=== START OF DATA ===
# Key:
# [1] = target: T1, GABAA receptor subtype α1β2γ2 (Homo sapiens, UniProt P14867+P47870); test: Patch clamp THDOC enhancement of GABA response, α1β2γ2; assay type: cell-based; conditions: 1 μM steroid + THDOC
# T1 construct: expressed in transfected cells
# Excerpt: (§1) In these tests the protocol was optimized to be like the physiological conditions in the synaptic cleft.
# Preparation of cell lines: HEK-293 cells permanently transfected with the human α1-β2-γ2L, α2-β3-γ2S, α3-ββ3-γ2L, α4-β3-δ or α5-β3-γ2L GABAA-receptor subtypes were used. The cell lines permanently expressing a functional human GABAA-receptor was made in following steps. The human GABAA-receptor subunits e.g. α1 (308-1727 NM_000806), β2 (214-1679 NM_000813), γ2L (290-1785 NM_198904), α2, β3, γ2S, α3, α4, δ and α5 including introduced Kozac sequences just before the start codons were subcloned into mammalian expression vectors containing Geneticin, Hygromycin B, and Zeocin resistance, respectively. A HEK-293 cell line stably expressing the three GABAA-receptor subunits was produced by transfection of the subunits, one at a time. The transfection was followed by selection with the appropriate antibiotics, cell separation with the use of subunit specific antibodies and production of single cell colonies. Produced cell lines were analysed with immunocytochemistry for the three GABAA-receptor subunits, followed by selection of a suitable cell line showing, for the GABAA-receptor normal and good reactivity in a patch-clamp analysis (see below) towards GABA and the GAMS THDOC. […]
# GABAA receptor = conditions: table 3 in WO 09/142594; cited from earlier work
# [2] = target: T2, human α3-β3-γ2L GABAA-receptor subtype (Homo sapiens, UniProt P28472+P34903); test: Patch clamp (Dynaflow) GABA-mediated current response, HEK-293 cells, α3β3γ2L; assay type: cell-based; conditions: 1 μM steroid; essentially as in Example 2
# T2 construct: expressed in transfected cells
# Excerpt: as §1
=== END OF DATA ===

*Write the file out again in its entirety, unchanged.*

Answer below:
# Key:
# [1] = target: T1, GABAA receptor subtype α1β2γ2 (Homo sapiens, UniProt P14867+P47870); test: Patch clamp THDOC enhancement of GABA response, α1β2γ2; assay type: cell-based; conditions: 1 μM steroid + THDOC
# T1 construct: expressed in transfected cells
# Excerpt: (§1) In these tests the protocol was optimized to be like the physiological conditions in the synaptic cleft.
# Preparation of cell lines: HEK-293 cells permanently transfected with the human α1-β2-γ2L, α2-β3-γ2S, α3-ββ3-γ2L, α4-β3-δ or α5-β3-γ2L GABAA-receptor subtypes were used. The cell lines permanently expressing a functional human GABAA-receptor was made in following steps. The human GABAA-receptor subunits e.g. α1 (308-1727 NM_000806), β2 (214-1679 NM_000813), γ2L (290-1785 NM_198904), α2, β3, γ2S, α3, α4, δ and α5 including introduced Kozac sequences just before the start codons were subcloned into mammalian expression vectors containing Geneticin, Hygromycin B, and Zeocin resistance, respectively. A HEK-293 cell line stably expressing the three GABAA-receptor subunits was produced by transfection of the subunits, one at a time. The transfection was followed by selection with the appropriate antibiotics, cell separation with the use of subunit specific antibodies and production of single cell colonies. Produced cell lines were analysed with immunocytochemistry for the three GABAA-receptor subunits, followed by selection of a suitable cell line showing, for the GABAA-receptor normal and good reactivity in a patch-clamp analysis (see below) towards GABA and the GAMS THDOC. […]
# GABAA receptor = conditions: table 3 in WO 09/142594; cited from earlier work
# [2] = target: T2, human α3-β3-γ2L GABAA-receptor subtype (Homo sapiens, UniProt P28472+P34903); test: Patch clamp (Dynaflow) GABA-mediated current response, HEK-293 cells, α3β3γ2L; assay type: cell-based; conditions: 1 μM steroid; essentially as in Example 2
# T2 construct: expressed in transfected cells
# Excerpt: as §1